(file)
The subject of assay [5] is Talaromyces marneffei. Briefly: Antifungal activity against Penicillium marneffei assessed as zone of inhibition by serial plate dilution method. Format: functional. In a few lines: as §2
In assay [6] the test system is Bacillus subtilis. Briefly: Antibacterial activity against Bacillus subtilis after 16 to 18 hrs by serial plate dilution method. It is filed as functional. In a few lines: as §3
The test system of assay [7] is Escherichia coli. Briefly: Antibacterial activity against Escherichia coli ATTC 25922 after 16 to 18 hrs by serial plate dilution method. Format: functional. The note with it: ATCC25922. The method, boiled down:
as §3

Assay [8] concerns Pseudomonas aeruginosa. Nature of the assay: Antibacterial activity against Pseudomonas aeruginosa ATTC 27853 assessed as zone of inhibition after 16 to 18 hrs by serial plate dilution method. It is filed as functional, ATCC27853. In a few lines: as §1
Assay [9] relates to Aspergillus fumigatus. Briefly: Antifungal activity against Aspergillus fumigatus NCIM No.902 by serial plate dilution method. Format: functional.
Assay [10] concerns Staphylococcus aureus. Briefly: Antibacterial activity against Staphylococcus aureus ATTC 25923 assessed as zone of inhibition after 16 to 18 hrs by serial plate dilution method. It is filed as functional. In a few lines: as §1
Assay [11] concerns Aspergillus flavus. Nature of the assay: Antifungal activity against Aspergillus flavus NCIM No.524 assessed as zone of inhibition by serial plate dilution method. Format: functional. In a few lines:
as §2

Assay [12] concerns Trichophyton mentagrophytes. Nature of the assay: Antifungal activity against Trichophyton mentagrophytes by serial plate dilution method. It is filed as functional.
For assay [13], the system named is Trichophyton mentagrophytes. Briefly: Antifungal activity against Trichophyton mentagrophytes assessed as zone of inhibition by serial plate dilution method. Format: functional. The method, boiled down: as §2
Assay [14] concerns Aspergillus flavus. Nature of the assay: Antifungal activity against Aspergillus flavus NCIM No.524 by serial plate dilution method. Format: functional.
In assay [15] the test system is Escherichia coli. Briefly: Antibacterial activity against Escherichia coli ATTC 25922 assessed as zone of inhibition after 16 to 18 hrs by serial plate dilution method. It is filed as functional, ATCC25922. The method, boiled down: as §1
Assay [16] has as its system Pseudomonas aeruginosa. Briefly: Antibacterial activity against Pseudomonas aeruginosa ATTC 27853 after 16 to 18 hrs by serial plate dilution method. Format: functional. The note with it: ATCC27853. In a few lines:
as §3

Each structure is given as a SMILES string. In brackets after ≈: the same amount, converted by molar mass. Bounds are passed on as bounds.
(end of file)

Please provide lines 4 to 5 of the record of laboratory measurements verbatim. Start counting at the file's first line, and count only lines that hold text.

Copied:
as §3

Assay [8] concerns Pseudomonas aeruginosa. Nature of the assay: Antibacterial activity against Pseudomonas aeruginosa ATTC 27853 assessed as zone of inhibition after 16 to 18 hrs by serial plate dilution method. It is filed as functional, ATCC27853. In a few lines: as §1